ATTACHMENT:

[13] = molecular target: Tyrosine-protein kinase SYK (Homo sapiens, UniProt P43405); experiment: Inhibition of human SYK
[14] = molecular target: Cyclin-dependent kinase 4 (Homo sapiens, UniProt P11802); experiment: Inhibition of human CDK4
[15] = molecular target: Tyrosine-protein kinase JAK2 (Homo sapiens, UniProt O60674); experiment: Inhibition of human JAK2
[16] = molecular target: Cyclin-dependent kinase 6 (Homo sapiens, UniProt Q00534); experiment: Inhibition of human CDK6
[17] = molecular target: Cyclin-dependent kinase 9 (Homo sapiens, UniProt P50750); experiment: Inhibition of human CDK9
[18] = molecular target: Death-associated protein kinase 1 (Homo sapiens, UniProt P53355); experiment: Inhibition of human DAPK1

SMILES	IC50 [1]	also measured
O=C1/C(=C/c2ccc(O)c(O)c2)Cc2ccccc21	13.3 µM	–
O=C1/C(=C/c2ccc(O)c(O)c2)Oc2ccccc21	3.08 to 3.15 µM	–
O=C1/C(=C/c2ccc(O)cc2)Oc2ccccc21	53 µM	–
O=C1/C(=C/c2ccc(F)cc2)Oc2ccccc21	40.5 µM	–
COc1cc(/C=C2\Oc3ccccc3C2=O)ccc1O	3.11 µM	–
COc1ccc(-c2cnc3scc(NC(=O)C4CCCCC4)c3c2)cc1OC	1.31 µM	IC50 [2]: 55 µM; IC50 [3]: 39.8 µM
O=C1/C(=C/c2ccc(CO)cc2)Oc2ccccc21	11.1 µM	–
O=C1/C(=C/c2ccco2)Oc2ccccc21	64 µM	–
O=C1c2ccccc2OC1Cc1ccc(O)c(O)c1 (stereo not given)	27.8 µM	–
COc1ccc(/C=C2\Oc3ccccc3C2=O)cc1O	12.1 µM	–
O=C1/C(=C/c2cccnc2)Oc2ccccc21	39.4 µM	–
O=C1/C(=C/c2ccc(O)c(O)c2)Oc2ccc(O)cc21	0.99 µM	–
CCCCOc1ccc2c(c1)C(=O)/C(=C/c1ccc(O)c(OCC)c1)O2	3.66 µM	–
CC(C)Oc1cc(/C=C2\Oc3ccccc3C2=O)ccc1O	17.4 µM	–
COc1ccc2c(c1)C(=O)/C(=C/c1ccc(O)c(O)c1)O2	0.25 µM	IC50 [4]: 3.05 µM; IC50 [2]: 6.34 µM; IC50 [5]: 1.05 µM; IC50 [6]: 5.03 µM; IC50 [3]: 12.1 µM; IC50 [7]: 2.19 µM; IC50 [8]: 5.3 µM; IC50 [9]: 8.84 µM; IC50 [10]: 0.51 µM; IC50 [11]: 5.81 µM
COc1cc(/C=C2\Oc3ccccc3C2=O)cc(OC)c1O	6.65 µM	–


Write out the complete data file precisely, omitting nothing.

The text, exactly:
[13] = molecular target: Tyrosine-protein kinase SYK (Homo sapiens, UniProt P43405); experiment: Inhibition of human SYK
[14] = molecular target: Cyclin-dependent kinase 4 (Homo sapiens, UniProt P11802); experiment: Inhibition of human CDK4
[15] = molecular target: Tyrosine-protein kinase JAK2 (Homo sapiens, UniProt O60674); experiment: Inhibition of human JAK2
[16] = molecular target: Cyclin-dependent kinase 6 (Homo sapiens, UniProt Q00534); experiment: Inhibition of human CDK6
[17] = molecular target: Cyclin-dependent kinase 9 (Homo sapiens, UniProt P50750); experiment: Inhibition of human CDK9
[18] = molecular target: Death-associated protein kinase 1 (Homo sapiens, UniProt P53355); experiment: Inhibition of human DAPK1

SMILES	IC50 [1]	also measured
O=C1/C(=C/c2ccc(O)c(O)c2)Cc2ccccc21	13.3 µM	–
O=C1/C(=C/c2ccc(O)c(O)c2)Oc2ccccc21	3.08 to 3.15 µM	–
O=C1/C(=C/c2ccc(O)cc2)Oc2ccccc21	53 µM	–
O=C1/C(=C/c2ccc(F)cc2)Oc2ccccc21	40.5 µM	–
COc1cc(/C=C2\Oc3ccccc3C2=O)ccc1O	3.11 µM	–
COc1ccc(-c2cnc3scc(NC(=O)C4CCCCC4)c3c2)cc1OC	1.31 µM	IC50 [2]: 55 µM; IC50 [3]: 39.8 µM
O=C1/C(=C/c2ccc(CO)cc2)Oc2ccccc21	11.1 µM	–
O=C1/C(=C/c2ccco2)Oc2ccccc21	64 µM	–
O=C1c2ccccc2OC1Cc1ccc(O)c(O)c1 (stereo not given)	27.8 µM	–
COc1ccc(/C=C2\Oc3ccccc3C2=O)cc1O	12.1 µM	–
O=C1/C(=C/c2cccnc2)Oc2ccccc21	39.4 µM	–
O=C1/C(=C/c2ccc(O)c(O)c2)Oc2ccc(O)cc21	0.99 µM	–
CCCCOc1ccc2c(c1)C(=O)/C(=C/c1ccc(O)c(OCC)c1)O2	3.66 µM	–
CC(C)Oc1cc(/C=C2\Oc3ccccc3C2=O)ccc1O	17.4 µM	–
COc1ccc2c(c1)C(=O)/C(=C/c1ccc(O)c(O)c1)O2	0.25 µM	IC50 [4]: 3.05 µM; IC50 [2]: 6.34 µM; IC50 [5]: 1.05 µM; IC50 [6]: 5.03 µM; IC50 [3]: 12.1 µM; IC50 [7]: 2.19 µM; IC50 [8]: 5.3 µM; IC50 [9]: 8.84 µM; IC50 [10]: 0.51 µM; IC50 [11]: 5.81 µM
COc1cc(/C=C2\Oc3ccccc3C2=O)cc(OC)c1O	6.65 µM	–